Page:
Although less and less people annually consider themselves to be born again Christians, crying out to God is like a natural response in the face of desperation.  Unfortunately, earnest prayers usually arrive after disaster occurs.  Thus, for God to answer most prayers miracles are necessary or else people will go home disappointed and disenfranchised.  This wasn’t always the case, especially during the first century.

When she recognized Peter’s voice, she was so overjoyed she ran back without opening it and exclaimed, “Peter is at the door!”  “You’re out of your mind,” they told her. When she kept insisting that it was so, they said, “It must be his angel,” Acts 12:14-15.

Persecution was a way of life for early Christian as many leaders were martyred for their faith.  Hopeful that Peter didn’t face the same fate of James of Zebedee in Acts 12:2, a spirit of earnest prayer spread.  This sober mood spawned an angel into action.  The ultimate goal of any prayer to receive the answer that you’re hoping for.  However, sometimes God answers quicker than you expect.  Thus, before the morning sunrise, Peter was set free, arriving at their front door.  Initially shocked like a dream too good to be true, this earnest prayer was blessed immediately.  In view of this account, be proactive to form a hedge of protection as you participate in a modern example of earnest prayer.

by Jay Mankus

Struggling to Find Momentum

Scientifically, momentum measures the mass and velocity of a moving body.  Meanwhile, in sports this term is like a changing of the tides, an invisible wave that can alter the outcome of a game.  When “Old Mo” is on your side, everything seems easy, falling into place with ease.  Yet, as momentum slips through your fingers, a sense of hopelessness sets in.  If you don’t believe me, just ask the Houston Oilers, who squandered a 32 point lead in the second half, losing to the Buffalo Bills in overtime on January 3rd, 1993.

And everyone who hears these words of mine and does not do them will be like a foolish man who built his house on the sand, Matthew 7:26.

Those who don’t follow or play sports likely have a different understanding of momentum.  Perhaps you’ve tried to diet, exercise or workout on a regular basis.  This first couple of days or week may run smoothly.  Then, busyness, distractions and exhaustion weaken your initial commitment.  Before you develop a solid routine, any roll that you may have experienced is broken and gone, causing you to start all over again.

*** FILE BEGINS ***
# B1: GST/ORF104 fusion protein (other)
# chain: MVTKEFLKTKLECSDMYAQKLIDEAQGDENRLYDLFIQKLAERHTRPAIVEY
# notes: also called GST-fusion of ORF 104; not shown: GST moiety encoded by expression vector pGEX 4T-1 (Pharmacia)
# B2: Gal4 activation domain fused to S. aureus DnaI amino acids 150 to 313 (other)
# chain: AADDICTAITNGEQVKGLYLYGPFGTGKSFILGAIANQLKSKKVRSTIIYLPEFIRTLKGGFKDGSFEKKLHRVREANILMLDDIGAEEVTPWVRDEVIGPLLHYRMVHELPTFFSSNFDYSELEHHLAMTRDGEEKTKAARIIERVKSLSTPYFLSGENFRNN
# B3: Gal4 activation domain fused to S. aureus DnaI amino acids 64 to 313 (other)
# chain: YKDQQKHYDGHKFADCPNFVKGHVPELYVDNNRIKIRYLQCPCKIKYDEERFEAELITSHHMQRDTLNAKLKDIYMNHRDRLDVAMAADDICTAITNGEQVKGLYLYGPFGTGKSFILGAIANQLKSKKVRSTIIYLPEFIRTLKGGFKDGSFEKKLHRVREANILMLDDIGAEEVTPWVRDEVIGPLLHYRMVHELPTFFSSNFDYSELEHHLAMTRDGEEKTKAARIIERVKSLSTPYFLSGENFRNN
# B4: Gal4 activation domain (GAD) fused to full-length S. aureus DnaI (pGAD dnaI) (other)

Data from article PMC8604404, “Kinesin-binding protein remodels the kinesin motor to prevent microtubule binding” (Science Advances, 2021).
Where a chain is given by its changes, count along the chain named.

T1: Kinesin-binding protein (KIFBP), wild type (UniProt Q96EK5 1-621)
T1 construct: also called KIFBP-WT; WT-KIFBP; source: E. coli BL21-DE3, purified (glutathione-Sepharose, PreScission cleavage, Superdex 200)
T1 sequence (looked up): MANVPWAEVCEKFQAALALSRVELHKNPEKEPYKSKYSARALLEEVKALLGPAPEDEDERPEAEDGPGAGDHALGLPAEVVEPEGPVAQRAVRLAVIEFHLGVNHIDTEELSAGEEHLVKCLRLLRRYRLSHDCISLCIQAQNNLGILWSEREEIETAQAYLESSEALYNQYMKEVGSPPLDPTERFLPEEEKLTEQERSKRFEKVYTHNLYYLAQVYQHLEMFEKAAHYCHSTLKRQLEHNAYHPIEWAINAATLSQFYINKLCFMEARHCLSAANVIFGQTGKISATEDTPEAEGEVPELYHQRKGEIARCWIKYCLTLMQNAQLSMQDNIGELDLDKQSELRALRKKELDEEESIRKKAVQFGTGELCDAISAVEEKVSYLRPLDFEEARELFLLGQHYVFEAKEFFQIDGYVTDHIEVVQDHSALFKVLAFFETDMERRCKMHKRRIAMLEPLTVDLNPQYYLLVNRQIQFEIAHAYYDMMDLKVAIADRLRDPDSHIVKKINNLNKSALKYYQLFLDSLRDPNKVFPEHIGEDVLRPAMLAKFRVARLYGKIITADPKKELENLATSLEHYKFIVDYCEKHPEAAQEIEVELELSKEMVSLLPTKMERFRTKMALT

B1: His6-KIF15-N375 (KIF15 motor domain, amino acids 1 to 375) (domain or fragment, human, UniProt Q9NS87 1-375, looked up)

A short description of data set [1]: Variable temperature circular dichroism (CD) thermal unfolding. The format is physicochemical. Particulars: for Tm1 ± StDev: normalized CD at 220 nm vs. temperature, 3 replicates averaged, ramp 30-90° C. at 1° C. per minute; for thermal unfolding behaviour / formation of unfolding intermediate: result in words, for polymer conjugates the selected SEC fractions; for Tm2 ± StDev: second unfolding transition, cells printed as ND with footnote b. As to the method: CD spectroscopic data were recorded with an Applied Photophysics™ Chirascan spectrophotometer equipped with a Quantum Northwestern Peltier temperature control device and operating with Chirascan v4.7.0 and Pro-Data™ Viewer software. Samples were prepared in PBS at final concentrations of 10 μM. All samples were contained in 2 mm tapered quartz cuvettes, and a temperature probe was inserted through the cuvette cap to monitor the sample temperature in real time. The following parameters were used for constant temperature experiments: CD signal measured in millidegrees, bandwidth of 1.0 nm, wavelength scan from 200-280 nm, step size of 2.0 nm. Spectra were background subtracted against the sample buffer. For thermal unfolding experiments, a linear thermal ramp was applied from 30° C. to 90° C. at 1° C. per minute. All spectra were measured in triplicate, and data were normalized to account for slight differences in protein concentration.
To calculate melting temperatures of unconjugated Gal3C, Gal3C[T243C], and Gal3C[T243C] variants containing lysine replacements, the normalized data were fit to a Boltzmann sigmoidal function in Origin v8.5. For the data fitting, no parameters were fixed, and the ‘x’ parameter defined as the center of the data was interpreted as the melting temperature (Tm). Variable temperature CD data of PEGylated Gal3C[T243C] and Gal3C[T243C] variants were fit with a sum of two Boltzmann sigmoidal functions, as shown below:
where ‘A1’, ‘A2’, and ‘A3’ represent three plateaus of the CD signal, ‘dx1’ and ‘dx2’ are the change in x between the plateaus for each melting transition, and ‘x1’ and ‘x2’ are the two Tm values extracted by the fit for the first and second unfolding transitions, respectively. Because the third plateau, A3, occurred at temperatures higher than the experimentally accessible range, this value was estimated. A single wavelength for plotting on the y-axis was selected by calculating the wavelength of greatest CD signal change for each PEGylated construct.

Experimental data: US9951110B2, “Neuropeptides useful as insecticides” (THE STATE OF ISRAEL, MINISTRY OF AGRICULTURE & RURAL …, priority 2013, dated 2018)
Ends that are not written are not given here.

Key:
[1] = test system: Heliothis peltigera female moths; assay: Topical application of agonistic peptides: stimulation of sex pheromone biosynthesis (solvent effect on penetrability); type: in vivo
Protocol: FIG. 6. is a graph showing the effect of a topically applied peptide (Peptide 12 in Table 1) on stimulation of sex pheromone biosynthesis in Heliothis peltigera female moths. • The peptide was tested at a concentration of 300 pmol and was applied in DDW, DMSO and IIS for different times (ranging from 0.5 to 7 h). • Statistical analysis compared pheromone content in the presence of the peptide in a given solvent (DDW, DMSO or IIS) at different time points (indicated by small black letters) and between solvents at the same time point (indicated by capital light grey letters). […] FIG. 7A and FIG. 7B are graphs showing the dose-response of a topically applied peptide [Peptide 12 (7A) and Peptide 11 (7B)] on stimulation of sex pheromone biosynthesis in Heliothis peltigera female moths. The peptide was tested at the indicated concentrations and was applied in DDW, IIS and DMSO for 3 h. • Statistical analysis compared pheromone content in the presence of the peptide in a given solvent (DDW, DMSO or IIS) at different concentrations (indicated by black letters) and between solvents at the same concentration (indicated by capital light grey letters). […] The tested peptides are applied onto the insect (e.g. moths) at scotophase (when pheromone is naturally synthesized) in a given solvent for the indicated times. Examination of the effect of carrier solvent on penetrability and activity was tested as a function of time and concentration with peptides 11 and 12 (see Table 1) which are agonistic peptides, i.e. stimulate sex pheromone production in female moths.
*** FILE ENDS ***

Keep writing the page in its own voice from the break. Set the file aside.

But seek first his kingdom and his righteousness, and all these things will be given to you as well, Matthew 6:33.

As I struggle to find my own spiritually momentum, I have reflected on past victories as well as what lead me to find this rhythm.  These days seem so long ago as I’ve forgotten the taste of success.  Thus, its back to the drawing board, trying to sort out where I’ve gone wrong so the future can be bright once again.  In these days of disappointment, life lessons can provide a foundation to build upon, starting with prayer, Bible Study and worship.  Yet, a splash and go pit stop just won’t cut it.  Therefore, if you’re struggling to find your momentum, set first the kingdom of God and He will make your paths straight.

by Jay Mankus

 

 

It’s Not a Matter of If… But When!

Back in 1991, Michael W. Smith sang about finding his Place in the World.  Sure, its a noble effort, yet the pessimistic didn’t want to get their hopes up only to be disappointed once again.  As for me, this concept was like a dream that didn’t seem achievable until I began to open up the Bible.

Teach me to do your will, for you are my God; may your good Spirit lead me on level ground. – Psalm 143:10

According to King David, discerning God’s will isn’t a matter of if, but when.  Prepared by countless hours in the fields as a shepherd, trusting the Lord was a daily occurrence providing grass for the herd, protection from wild animals and daily bread to survive.  Like a spiritual antenna, David learned to follow the Spirit of the living God, leading him to solid ground.